>> on
>> the side.
>> 
> IF we could do so (embed the CL compiler as a submodule within emacs) and 
> this can improve performance (while reduce the amount of code we need to 
> maintain, and the number of field experts we need to reach and attract 
> ourself) I'll totally support such desition. It is not THE solution we need 
> but it will reduce some of the important issues. And will make the project 
> development more dynamic and sutainable. But if we can't take such desition 
> right now is because we have few people to do the work and the new potential 
> users/developers live in a different world with python java rust lua C++ Ruby 
> but also saturated of cheaper (easier to use and that do work without 
> learning curve) alternatives like notepad++, visual studio code, geany, 
> eclipse, kdevelop... and so on. And some of them have put a lot of effort in 
> improving the editing capabilities, programming functionalities and ergonomy 
> more than implementing a pdf reader or games withing the tool. So they only 
> do one thing but they do it right (or good enough for the user general needs) 
> without initial configurations.
> 
> For the developers it is also easier to join to those projects because they 
> are hosted on Github/gitlab with a more familiar workflow and interface, no 
> copyright procedure, no mailing list.... and everything in the same please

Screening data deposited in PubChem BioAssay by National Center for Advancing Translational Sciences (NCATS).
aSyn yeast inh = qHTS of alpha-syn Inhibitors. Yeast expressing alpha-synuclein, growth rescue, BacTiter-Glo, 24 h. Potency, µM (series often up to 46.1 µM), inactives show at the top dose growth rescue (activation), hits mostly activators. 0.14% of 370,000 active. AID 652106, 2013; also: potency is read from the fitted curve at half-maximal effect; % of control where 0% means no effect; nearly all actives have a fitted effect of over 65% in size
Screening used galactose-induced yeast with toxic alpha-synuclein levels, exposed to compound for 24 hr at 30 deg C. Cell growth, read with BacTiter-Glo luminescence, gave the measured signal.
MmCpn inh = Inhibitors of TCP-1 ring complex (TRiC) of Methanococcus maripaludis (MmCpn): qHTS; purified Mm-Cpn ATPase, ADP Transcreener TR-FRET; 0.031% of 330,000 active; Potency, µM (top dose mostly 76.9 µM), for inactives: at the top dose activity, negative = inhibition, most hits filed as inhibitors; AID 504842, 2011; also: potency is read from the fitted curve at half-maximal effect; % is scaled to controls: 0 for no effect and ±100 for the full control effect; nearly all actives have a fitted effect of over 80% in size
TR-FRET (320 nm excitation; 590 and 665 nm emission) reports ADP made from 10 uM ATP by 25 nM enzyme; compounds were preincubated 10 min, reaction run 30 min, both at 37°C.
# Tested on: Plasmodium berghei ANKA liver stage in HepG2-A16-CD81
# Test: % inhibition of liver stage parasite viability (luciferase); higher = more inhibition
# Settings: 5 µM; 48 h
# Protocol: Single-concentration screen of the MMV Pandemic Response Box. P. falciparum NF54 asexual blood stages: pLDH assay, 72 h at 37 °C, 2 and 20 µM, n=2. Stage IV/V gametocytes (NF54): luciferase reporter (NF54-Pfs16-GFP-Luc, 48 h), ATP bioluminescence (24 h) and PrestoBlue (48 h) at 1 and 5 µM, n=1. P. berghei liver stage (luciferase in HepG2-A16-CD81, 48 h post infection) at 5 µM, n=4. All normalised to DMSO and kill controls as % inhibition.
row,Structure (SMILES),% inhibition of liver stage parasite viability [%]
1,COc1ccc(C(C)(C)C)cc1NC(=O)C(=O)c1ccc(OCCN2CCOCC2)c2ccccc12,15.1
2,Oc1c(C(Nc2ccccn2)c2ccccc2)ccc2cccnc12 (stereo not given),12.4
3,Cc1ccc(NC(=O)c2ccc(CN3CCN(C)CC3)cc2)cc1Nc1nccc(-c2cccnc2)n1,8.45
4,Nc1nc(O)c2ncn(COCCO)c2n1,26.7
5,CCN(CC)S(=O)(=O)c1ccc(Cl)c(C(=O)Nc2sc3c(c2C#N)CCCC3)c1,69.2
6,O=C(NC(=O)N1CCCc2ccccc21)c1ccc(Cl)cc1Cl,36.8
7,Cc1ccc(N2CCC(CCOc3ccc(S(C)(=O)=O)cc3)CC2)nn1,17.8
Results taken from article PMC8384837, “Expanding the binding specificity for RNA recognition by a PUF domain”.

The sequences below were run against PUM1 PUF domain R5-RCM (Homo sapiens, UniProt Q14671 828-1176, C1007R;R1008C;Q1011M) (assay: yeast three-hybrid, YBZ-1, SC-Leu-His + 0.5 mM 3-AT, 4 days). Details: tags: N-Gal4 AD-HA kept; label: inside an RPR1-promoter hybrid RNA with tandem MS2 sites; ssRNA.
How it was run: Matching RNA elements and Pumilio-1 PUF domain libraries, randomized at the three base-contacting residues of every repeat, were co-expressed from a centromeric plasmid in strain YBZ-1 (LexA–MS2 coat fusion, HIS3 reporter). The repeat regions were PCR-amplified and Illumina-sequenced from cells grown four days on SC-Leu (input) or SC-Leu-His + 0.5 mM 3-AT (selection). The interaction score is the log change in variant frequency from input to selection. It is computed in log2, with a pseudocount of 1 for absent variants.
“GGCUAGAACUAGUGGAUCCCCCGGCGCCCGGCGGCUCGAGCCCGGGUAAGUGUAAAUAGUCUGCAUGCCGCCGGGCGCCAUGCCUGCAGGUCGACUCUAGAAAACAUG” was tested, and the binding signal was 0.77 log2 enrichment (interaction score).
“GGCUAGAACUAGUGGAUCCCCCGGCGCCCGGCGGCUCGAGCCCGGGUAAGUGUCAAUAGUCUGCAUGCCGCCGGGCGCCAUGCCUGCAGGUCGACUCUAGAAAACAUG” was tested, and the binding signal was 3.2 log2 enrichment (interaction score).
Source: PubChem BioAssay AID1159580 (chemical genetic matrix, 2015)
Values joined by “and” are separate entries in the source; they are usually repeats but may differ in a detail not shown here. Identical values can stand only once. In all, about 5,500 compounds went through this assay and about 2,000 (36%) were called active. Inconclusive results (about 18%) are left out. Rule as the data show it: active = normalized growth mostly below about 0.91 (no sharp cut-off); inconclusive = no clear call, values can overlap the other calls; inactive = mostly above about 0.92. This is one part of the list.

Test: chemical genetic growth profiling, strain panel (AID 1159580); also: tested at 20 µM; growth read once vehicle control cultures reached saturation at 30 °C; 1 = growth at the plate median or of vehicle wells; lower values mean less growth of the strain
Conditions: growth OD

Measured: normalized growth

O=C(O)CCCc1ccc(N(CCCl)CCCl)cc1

> and integrate with a fork based workflow. You can see where I'm going right?
> 
> I don't say that all this is better or worst than what we have, it is just 
> what the new generations understand, learn in the universities. Otherwise we 
> are developing Emacs for us and the already existing users only. Ignoring 
> where is the programming world now and where it is going.
> 
> 
>>> and native compilation.
>> 
>> That's irrelevant.  I think you mean "efficiency" or something like
>> that.
>> But that presumes that Elisp-on-Guile is indeed more efficient than
>> Elisp-on-Emacs.  Is there actual evidence that this is the case?
>> 
>> Also "efficiency" is broad: there's the execution time of some
>> benchmarks, of course, but there's also the startup time, the VM size,
>> the heap size, the GC interruptions, the time to load a big package
>> (e.g. org-mode), ...
>> 
>> Guile would hopefully win on some of those, but by how much?
>> And how much worse does it make the others?
>> 
>>> Plus some people taking care of the compiler/interpreter/virtual
>>> machine parts and specialized in that specific section, which is good
>>> because we need manpower.
>> 
>> AFAIC that's the main goal, indeed.
>> 
>> But last I checked Guile didn't have much manpower either.  And there's
>> a good chance that tracking Guile development (after switching to
>> Guile)
> 
> Vicious circle no-projects-interested means no users with issues which means 
> no potential developers. Any way I was talking about guile because it was the 
> official gnu language for extensions similar somehow to elisp and with a full 
> platform more or less ready to use without license issues.
> 
>> will also require manpower on Emacs's side.  So it's not clear that it
>> would turn out to be an advantage.
>> 
>> 
>>       Stefan
> 
> -- 
> Enviado desde mi dispositivo Android con K-9 Mail. Por favor, disculpa mi 
> brevedad.
>